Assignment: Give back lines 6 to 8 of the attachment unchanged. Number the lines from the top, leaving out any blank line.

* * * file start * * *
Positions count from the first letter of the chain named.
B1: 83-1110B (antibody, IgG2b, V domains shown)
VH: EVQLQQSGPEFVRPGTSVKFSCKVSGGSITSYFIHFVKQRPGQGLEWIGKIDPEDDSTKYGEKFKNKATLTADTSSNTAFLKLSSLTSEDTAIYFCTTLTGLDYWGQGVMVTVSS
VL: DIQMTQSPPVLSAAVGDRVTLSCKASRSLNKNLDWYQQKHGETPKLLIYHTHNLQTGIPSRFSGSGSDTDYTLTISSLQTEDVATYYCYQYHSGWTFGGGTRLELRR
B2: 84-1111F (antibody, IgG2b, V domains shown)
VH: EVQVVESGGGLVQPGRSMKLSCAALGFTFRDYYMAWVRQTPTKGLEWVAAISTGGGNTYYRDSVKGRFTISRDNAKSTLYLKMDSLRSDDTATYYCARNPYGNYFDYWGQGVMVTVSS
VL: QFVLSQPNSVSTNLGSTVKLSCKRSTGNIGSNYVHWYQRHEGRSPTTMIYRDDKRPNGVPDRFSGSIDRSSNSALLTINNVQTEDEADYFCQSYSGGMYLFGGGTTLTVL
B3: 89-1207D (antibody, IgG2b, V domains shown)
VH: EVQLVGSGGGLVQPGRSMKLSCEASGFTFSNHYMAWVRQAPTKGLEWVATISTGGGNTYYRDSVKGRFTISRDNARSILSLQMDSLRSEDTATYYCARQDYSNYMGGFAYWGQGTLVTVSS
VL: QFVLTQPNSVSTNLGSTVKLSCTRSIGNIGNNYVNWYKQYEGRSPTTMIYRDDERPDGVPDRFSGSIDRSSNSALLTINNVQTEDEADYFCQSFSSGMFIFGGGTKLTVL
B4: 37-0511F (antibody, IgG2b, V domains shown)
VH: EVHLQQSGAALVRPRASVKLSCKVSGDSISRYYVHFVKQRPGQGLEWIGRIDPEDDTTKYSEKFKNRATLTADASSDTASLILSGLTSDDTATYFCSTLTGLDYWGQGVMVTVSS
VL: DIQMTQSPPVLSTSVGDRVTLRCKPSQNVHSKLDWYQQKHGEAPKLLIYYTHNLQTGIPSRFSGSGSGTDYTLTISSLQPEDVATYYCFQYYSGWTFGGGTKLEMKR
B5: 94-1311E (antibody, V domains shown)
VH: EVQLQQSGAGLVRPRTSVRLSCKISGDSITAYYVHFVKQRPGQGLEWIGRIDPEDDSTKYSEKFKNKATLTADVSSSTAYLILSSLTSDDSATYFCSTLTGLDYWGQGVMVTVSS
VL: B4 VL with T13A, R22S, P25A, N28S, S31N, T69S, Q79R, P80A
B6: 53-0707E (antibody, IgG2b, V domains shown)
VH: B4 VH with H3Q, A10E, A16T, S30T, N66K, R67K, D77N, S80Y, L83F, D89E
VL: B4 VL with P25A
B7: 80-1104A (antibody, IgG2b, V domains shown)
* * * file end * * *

VH: EVQVVESGGGLVQPGRSMKLSCAALGFTFRDYYMAWVRQTPTKGLEWVAAISTGGGNTYYRDSVKGRFTISRDNAKSTLYLKMDSLRSDDTATYYCARNPYGNYFDYWGQGVMVTVSS
VL: QFVLSQPNSVSTNLGSTVKLSCKRSTGNIGSNYVHWYQRHEGRSPTTMIYRDDKRPNGVPDRFSGSIDRSSNSALLTINNVQTEDEADYFCQSYSGGMYLFGGGTTLTVL
B3: 89-1207D (antibody, IgG2b, V domains shown)